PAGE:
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Professional Artist Ali Hargreaves took a while to adapt to mixed media, but now she uses everything!
I think my first mixed media work was pen and watercolour. Then I started experimenting with oil pastels, as a resist to watercolours, and using chalk pastels to produce highlights on top of paintings. There are so many wonderful materials to draw with out there. I use watercolour pencils, calligraphy pens, twigs and ink, charcoal, graphite sticks, wax crayons…you name it. I always encourage my students to experiment with as many different tools as possible. Experimenting is how we evolve as artists.
When I was young, I admired a painting in my parent’s house, which clearly had tissue paper underneath the watercolour…I loved it. This inspired me to add collage in my work. The creases in the tissue exaggerated the grasses and made them more interesting. Tissue is versatile: it can be scrunched up for fluffy clouds or delicate petals on a daisy, and in a linear way for waves in the sea, and is perfect for use with watercolour, as it is sympathetic to the transparency of the colours. When adding tissue paper, I recommend using two parts PVA glue to one part water and keep it in a jam jar ready for next time. Stipple the paper using a stiff brush. Tissue is far too fine to be using straight PVA…it will stick to the brush and to the paper and you can get in a right mess!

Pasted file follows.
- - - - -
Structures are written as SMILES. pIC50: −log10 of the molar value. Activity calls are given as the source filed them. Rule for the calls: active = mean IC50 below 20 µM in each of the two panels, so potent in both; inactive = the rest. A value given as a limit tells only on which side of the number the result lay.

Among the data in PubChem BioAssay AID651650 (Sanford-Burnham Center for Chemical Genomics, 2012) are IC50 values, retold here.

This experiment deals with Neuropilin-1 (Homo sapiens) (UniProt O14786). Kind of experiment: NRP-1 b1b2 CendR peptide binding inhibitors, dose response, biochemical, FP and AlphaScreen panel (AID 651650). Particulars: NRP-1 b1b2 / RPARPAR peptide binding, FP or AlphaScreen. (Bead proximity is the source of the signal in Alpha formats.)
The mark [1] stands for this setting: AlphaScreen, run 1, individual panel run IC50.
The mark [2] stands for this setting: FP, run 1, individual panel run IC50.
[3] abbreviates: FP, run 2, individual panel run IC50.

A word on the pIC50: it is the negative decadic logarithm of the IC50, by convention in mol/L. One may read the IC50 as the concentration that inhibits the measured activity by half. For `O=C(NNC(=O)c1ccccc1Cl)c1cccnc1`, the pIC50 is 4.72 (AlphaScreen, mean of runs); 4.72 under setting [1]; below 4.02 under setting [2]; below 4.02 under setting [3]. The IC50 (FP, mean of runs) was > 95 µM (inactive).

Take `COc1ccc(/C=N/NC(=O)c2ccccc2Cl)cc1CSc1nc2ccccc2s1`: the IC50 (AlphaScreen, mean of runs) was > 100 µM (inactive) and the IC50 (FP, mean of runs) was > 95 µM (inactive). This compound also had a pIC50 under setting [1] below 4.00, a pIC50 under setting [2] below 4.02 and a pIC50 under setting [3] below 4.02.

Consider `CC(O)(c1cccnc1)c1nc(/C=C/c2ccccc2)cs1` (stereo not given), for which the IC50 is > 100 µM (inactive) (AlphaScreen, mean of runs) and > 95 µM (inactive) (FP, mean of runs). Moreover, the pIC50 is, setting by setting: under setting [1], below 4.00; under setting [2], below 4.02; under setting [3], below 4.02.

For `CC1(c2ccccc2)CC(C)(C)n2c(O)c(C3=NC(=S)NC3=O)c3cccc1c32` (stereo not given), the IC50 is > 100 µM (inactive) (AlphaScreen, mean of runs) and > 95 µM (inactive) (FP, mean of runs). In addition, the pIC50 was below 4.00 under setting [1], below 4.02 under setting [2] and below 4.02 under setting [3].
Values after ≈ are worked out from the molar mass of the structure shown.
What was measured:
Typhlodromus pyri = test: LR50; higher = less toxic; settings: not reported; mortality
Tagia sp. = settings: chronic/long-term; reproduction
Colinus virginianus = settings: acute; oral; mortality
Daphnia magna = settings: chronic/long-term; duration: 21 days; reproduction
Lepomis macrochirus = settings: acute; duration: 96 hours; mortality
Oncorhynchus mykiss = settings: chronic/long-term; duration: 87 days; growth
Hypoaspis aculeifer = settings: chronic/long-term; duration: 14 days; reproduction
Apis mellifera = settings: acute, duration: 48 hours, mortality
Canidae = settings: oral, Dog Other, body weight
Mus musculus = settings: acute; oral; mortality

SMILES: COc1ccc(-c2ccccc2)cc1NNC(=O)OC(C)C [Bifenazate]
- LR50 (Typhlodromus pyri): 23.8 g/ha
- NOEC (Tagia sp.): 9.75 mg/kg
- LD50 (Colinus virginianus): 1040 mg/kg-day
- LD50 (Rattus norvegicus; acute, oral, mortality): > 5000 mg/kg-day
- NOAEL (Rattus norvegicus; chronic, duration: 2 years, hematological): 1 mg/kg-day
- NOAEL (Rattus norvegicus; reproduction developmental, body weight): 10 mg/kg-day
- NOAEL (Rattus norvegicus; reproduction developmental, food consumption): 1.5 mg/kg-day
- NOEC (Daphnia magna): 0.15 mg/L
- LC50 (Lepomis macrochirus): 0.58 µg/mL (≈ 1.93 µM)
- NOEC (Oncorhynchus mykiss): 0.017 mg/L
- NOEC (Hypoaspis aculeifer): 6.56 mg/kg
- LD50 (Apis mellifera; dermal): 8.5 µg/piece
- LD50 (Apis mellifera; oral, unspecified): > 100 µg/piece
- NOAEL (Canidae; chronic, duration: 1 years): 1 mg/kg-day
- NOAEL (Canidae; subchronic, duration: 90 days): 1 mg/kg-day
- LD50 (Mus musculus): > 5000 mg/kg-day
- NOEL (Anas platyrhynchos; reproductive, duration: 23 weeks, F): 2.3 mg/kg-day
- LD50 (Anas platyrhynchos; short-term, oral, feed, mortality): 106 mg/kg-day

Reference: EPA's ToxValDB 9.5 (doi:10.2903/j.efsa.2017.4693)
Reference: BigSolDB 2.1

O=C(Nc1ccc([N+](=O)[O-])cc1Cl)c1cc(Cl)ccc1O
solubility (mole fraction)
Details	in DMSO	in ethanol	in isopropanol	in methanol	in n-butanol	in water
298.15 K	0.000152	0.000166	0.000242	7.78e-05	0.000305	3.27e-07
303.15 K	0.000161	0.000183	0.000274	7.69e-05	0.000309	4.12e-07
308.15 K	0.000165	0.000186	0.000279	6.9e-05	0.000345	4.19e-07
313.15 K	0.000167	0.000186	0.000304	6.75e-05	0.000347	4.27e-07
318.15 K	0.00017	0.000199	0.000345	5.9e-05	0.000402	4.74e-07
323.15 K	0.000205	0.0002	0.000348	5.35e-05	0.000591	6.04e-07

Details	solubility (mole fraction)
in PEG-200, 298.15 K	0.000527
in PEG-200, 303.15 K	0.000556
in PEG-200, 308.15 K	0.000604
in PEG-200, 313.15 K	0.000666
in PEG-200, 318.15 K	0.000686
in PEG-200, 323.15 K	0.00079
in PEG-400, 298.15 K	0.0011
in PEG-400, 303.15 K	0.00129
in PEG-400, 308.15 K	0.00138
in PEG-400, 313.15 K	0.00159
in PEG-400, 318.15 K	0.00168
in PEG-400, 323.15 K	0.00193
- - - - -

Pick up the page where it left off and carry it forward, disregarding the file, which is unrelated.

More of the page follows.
I started cutting and ripping watercolour paper and adding this too. As this is heavier, I suggest using PVA straight from the bottle and the same for sandpaper, textured wallpaper, string, threads, lace, doilies, hessian and scrim. I often use natural materials for paintings of flowers or landscapes. I use seeds, grasses, pine needles, sand, skeleton leaves, dried petals, and so on. As often as possible, it will be related to the subject, such as poppy seeds from the poppies I’m painting. This summer I was painting in Abersoch, and I added the sand straight from the beach. I often start with watercolour, or inks, finishing off with acrylics. I studied printing at college, producing large lino cuts, and I love to add print to my paintings, using anything and everything I can get my hands on.
As a primary school teacher, I was always collecting stuff and I am still hoarding, so I am never without a large choice of materials to print with. The end of a tube can produce perfect circles for the sun, or a buoy. Broken polystyrene creates great foliage. I have a large collection of textured wallpaper which is fantastic for printing. Corrugated card is great for adding ripples to water or emphasising the steep gradient of a mountain. My favourite wallpaper has random blobs all over it….you can see me using this for snow at the end of my SAA webclip:
It’s also fabulous for bubbles in the water or pebbles on a beach – simply use a flat brush and skim the surface to apply acrylic paint and then rub it firmly to get the print to work. Old credit cards are also great. I recommend Mixed Media to everyone.